We could spend an entire article on the changes in child-parent relationships over recent years. The concept is certainly not new, but it seems that the problems between parents and children and the level of disrespect and challenges are at an all time high. I have met with families for over thirty-seven years and I continue to be amazed at many of the stories and situations I hear. True, the stories are not new, but the contents and specifics are often of a more challenging nature.

So, if “there is nothing new under the sun,” does that mean that everything is meaningless? Of course not! Every challenge of today is a new challenge. History is to be learned from. What we did, saw and experienced yesterday are lessons for the present and the future. Every situation should be seen as a learning experience. No matter how challenging and difficult the situation is we can look to the past to learn how to address the current problem. In everything old there remains some new. With this in mind, hopefully, we will meet the many increasing challenges of our time and ensure a successful future.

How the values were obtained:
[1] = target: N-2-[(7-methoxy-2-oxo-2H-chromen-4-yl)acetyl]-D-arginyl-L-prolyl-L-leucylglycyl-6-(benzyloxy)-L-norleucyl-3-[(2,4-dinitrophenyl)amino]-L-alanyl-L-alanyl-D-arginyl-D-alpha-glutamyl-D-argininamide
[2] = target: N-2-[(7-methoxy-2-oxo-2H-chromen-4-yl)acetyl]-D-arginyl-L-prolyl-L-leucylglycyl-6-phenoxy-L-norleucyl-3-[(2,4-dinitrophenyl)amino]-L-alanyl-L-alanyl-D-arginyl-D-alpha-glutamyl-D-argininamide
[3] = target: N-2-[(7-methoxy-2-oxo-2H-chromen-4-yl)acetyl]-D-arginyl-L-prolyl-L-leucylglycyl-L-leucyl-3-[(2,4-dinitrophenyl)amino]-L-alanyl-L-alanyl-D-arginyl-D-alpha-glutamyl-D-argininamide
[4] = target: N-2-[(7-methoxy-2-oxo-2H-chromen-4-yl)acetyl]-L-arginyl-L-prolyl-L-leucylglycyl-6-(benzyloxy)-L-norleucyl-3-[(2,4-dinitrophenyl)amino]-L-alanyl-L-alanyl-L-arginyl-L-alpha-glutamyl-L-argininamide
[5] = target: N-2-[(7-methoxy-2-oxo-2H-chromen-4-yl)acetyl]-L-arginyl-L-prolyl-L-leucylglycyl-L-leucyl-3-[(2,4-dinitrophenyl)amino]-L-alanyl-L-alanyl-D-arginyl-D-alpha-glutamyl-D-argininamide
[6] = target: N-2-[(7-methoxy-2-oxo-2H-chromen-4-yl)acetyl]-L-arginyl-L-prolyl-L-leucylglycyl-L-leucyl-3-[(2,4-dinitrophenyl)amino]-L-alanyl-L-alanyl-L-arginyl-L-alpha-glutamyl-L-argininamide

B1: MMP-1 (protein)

Mr. Schild is the Executive Director of Regesh Family and Child Services in Toronto, Ontario Canada. Regesh runs many programs helping families and youth dealing with personal and family issues in their lives. He is currently open to speaking engagements. He can be reached at 416-495-8832 extension 222 or eschild@regesh.com. Visit www.regesh.com. See our second website specific to our enhanced anger management clinic at www.regeshangerclinic.com